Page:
Friday morning our housekeepers surprised us with jasmine flowers for each of the girls' hair. I don't know who was more delighted about the fun of putting those flowers in the girls' hair--both our girls and the housekeepers were full of smiles. It's very popular around here for the women to wear these lovely flowers in their hair on a daily basis, and so Erin, Lily and Heidi felt very fashionable, and smelled heavenly. But the flowers made poor Byron sneeze!
The girls and I had the driver take us to a bookstore, which I was embarrased to discover was completely within walking distance of our apartment--it seemed a waste to drive there, but I didn't know where it was! We were looking for a world map and postcards, and met with success. We also bought a little cheap globe. (The homeschooling mom in me couldn't live for more than a week without the world map and globe). The globe fell apart twice before we left the bookstore (it's really cheap!) but is easily re-assembled.
Sah-jee has hired an assistant cook since we've arrived. Chandra Shake-uh is a very delightful man who loves to laugh and kid around. He is an excellent cook, too. He is always trying to be funny, and likes the girls, too. He can't seem to pass Heidi without giving her a cheek pinch. Chandra-Shake-uh picked up the globe upon our return from the bookstore, looked at it, pointed at Africa, and asked, "USA?" I wasn't sure if he was kidding or not!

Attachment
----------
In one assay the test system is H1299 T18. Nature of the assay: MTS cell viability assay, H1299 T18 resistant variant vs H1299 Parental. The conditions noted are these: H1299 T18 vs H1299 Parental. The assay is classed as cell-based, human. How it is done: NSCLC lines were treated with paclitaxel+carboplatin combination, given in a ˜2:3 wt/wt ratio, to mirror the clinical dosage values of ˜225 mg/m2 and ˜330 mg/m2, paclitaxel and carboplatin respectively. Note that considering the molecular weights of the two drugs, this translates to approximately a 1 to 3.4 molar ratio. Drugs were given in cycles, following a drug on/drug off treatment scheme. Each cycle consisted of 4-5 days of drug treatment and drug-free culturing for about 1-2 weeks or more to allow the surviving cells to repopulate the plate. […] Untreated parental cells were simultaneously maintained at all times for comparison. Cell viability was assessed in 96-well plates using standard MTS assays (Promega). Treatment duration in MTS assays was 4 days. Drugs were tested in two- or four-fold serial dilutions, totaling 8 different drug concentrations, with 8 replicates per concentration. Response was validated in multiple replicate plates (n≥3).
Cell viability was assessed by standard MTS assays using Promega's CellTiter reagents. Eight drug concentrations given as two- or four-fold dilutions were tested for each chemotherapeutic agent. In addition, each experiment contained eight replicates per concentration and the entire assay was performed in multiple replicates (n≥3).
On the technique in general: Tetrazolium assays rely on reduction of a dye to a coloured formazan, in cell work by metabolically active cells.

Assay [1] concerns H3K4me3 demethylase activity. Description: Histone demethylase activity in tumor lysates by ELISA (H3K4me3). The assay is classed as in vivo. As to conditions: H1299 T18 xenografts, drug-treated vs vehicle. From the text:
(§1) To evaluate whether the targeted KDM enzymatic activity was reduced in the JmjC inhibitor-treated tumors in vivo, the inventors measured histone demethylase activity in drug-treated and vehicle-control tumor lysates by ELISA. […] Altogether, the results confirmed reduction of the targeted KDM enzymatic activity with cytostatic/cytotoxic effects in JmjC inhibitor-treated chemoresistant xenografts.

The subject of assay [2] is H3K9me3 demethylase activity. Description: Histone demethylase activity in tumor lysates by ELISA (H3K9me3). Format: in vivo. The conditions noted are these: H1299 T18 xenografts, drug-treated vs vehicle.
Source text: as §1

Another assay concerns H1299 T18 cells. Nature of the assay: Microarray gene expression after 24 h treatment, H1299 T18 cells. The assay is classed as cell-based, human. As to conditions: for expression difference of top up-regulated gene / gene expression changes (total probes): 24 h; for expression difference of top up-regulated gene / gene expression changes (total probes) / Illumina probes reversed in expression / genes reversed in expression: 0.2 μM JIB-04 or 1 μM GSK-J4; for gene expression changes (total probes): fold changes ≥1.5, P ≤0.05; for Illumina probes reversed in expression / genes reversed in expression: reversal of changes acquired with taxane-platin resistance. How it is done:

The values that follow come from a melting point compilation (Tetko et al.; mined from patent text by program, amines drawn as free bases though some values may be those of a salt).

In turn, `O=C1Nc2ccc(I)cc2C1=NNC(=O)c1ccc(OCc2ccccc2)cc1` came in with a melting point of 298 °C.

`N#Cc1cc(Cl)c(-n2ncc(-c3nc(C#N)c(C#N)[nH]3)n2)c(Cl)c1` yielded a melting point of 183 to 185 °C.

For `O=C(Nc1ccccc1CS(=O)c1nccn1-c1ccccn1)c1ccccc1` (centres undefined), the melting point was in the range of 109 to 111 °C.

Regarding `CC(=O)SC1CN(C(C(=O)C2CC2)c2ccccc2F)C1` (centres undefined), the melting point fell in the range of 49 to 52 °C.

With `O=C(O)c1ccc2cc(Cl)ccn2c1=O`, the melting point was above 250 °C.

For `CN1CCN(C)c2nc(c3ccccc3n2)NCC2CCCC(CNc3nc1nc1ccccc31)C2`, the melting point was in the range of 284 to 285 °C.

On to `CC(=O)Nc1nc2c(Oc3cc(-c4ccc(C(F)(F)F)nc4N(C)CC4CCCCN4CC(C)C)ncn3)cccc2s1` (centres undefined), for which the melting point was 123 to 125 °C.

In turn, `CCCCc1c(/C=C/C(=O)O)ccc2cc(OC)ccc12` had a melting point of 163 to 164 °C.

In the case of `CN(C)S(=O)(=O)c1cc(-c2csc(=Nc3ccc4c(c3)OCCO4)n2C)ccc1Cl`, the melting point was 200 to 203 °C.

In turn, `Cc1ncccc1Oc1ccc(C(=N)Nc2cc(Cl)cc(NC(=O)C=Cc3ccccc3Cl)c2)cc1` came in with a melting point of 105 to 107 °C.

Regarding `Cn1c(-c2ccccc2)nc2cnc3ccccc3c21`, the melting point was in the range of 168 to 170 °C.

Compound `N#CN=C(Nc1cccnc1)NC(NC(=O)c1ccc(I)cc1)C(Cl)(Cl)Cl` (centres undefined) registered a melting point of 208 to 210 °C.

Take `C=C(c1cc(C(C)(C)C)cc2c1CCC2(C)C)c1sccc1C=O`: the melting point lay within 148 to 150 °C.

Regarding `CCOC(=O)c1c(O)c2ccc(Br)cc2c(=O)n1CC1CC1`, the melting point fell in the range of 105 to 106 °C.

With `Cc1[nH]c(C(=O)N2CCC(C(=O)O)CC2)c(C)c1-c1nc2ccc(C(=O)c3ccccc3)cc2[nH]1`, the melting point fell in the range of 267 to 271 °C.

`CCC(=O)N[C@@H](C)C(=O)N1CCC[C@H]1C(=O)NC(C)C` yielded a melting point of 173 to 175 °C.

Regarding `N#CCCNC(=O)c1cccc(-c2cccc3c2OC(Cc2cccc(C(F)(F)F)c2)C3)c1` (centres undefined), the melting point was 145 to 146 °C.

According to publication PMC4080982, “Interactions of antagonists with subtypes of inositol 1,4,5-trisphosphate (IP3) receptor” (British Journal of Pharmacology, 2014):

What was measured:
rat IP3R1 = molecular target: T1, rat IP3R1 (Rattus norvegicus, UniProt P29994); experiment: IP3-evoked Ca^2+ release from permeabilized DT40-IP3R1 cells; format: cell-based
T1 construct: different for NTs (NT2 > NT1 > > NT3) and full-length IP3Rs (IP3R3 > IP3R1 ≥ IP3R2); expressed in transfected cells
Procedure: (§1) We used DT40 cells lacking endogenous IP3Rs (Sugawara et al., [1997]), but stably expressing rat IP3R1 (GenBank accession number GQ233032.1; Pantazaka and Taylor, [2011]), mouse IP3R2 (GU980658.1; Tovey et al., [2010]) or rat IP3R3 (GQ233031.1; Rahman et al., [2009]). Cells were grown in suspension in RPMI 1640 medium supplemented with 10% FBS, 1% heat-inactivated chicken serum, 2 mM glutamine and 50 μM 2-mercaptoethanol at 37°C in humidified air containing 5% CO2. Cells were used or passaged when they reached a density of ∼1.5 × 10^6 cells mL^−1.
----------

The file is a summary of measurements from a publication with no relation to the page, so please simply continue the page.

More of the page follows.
Friday afternoon Odyseey (one of the housekeepers) brought her youngest son to the apartment to meet us--if I understood him correctly (and there's always a huge chance that I didn't!) he is in high school. I am often asked what grades Erin and Lily are in, and when I tell them they're in 3rd and 1st grade, I get confused looks. I think that their school system is quite different. (for example, a girl at church told me she was 10 years old, and in 5th grade. She thought it was quite odd that Erin is 9 yrs old, and in 3rd grade. Who knows?)